RJN

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But the transphobia (more misgendering than intentional cruelty if memory serves) wasn't considered shocking at the time. All representations of trans people in mainstream media were like that in the 90s - there wasn't the education around it the way there has been for the last decade or so. Friends wasn't seen as problematic at the time, it's just that society has developed a more sophisticated understanding of trans and gay issues so of course looking back it feels dated. I don't think that should be held against Friends and I think it's actually quite useful and necessary to have those references to look back on to see how far we've come and how fast culture can change.

You're right in that wasn't shocking at the time, and I wonder how many Americans watching didn't even realize that transgender people existed beforehand.

For me, at least, it's easier to forgive the homophobia, since I am gay. As a cisgender person, I don't really feel like it's my place to forgive transphobia (or sexism or racism, as a white man).

As a CULTURAL ARTIFACT, it is interesting. It probably was seen as liberal at the time
 

Ag

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But the transphobia (more misgendering than intentional cruelty if memory serves) wasn't considered shocking at the time. All representations of trans people in mainstream media were like that in the 90s - there wasn't the education around it the way there has been for the last decade or so. Friends wasn't seen as problematic at the time, it's just that society has developed a more sophisticated understanding of trans and gay issues so of course looking back it feels dated. I don't think that should be held against Friends and I think it's actually quite useful and necessary to have those references to look back on to see how far we've come and how fast culture can change.
I absolutely agree and the editing of old media to meet current standards is a bugbear of mine. And I bet those involved regret the dated consent. It still doesn't mean I want to watch it ever again!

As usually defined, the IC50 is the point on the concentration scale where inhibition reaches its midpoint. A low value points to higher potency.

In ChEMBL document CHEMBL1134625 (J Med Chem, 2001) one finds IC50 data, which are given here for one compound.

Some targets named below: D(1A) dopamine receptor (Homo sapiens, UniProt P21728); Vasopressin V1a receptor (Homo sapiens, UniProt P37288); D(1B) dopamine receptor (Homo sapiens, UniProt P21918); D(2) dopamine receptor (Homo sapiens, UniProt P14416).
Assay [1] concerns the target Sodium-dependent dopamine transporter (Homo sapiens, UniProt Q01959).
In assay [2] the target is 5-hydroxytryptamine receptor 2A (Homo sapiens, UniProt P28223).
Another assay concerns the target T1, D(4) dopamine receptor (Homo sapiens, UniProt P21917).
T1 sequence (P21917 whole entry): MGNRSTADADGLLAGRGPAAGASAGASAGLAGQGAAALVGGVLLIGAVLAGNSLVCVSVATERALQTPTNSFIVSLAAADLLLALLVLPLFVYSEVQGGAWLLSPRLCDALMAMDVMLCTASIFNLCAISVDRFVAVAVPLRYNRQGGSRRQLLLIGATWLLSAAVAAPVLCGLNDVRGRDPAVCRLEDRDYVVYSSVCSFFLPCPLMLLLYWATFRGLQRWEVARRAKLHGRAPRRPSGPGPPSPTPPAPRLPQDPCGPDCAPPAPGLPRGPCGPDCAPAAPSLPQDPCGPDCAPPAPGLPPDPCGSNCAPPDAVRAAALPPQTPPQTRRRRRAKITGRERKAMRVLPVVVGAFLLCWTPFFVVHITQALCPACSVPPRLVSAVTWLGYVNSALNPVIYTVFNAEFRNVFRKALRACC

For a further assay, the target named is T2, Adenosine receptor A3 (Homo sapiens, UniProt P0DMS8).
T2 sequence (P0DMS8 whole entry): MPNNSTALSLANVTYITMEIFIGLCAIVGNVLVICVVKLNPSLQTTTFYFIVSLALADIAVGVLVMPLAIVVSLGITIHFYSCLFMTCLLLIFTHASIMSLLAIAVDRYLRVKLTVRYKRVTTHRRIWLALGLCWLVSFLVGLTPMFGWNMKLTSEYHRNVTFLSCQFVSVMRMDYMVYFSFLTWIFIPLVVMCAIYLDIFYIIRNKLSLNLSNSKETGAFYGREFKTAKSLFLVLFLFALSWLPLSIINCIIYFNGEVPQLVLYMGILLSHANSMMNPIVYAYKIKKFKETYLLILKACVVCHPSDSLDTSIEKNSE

Ag

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That said I look back at Ab Fab, which was outrageous and I can only recall a couple of references that aged badly.
 

RJN

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I absolutely agree and the editing of old media to meet current standards is a bugbear of mine. And I bet those involved regret the dated consent. It still doesn't mean I want to watch it ever again!

I hope I wasn't suggesting it should be edited, because I don't agree with that. I would just choose to skip those scenes (probably)
 

vespertine

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It's one of those MAJOR things that slipped completely past me, to this day I've never seen an episode in full.

Will & Grace was my show at the time.
 

octophone

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There was a spell where it was genuinely funny - the 2nd and 3rd series contain some properly great writing and some excellent performances, especially from Matthew Perry and Matt LeBlanc (for an actor, the role of a bad actor is actually quite tricky).

But they ran out of ideas several series before they stopped the programme and, yes, the storyline with Chandler's trans parent was excruciating. It's my bad that I missed some of the casual homophobia in the early episodes but we live and learn and all that.
 

Ag

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I hope I wasn't suggesting it should be edited, because I don't agree with that. I would just choose to skip those scenes (probably)
Not at all. Thankfully we just have WARNINGS now, which I can't decide what I think of.
 

KindaCool

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The cringiest parts for me was how fucking fragile all the men were. Especially Ross, who was in constant need to reaffirm his masculinity, even though he was the biggest pussy from the whole group. The rugby episode was really embarrassing to watch.
 

Beryl

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It’s probably second only to Will & Grave for favourite sitcom for me.

I could quite happily sit and watch it now (and often do for background noise) but I’d absolutely not buy any related merchandise or go to a fake set to sit and have a photo in ‘central perk’.
 

RJN

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Not at all. Thankfully we just have WARNINGS now, which I can't decide what I think of.

Seems like a good compromise. It wouldn't stop me from watching something new (I don't think), but if it does save someone who is likely to be hurt from watching it, then it can't be too bad. However, it probably isn't good to be sheltered from all offensive things, so actually who knows?
 
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Ellie

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But the transphobia (more misgendering than intentional cruelty if memory serves) wasn't considered shocking at the time. All representations of trans people in mainstream media were like that in the 90s - there wasn't the education around it the way there has been for the last decade or so. Friends wasn't seen as problematic at the time, it's just that society has developed a more sophisticated understanding of trans and gay issues so of course looking back it feels dated. I don't think that should be held against Friends and I think it's actually quite useful and necessary to have those references to look back on to see how far we've come and how fast culture can change.